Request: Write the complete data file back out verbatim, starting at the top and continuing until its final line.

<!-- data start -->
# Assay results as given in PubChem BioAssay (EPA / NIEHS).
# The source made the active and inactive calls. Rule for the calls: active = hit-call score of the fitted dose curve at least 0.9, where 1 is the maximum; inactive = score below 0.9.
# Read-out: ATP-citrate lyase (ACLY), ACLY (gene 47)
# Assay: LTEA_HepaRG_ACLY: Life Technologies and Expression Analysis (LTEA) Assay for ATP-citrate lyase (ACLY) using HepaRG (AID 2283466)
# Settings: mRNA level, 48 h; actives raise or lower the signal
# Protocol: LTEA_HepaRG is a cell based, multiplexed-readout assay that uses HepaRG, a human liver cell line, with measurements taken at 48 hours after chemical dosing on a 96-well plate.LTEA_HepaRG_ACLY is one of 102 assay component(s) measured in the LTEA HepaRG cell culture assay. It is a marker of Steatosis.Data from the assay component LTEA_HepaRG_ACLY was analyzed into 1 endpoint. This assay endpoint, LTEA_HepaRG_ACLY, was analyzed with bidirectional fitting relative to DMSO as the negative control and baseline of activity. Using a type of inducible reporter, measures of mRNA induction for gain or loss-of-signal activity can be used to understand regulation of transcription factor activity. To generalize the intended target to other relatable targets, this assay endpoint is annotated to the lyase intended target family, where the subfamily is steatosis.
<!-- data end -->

# Assay results as given in PubChem BioAssay (EPA / NIEHS).
# The source made the active and inactive calls. Rule for the calls: active = hit-call score of the fitted dose curve at least 0.9, where 1 is the maximum; inactive = score below 0.9.
# Read-out: ATP-citrate lyase (ACLY), ACLY (gene 47)
# Assay: LTEA_HepaRG_ACLY: Life Technologies and Expression Analysis (LTEA) Assay for ATP-citrate lyase (ACLY) using HepaRG (AID 2283466)
# Settings: mRNA level, 48 h; actives raise or lower the signal
# Protocol: LTEA_HepaRG is a cell based, multiplexed-readout assay that uses HepaRG, a human liver cell line, with measurements taken at 48 hours after chemical dosing on a 96-well plate.LTEA_HepaRG_ACLY is one of 102 assay component(s) measured in the LTEA HepaRG cell culture assay. It is a marker of Steatosis.Data from the assay component LTEA_HepaRG_ACLY was analyzed into 1 endpoint. This assay endpoint, LTEA_HepaRG_ACLY, was analyzed with bidirectional fitting relative to DMSO as the negative control and baseline of activity. Using a type of inducible reporter, measures of mRNA induction for gain or loss-of-signal activity can be used to understand regulation of transcription factor activity. To generalize the intended target to other relatable targets, this assay endpoint is annotated to the lyase intended target family, where the subfamily is steatosis.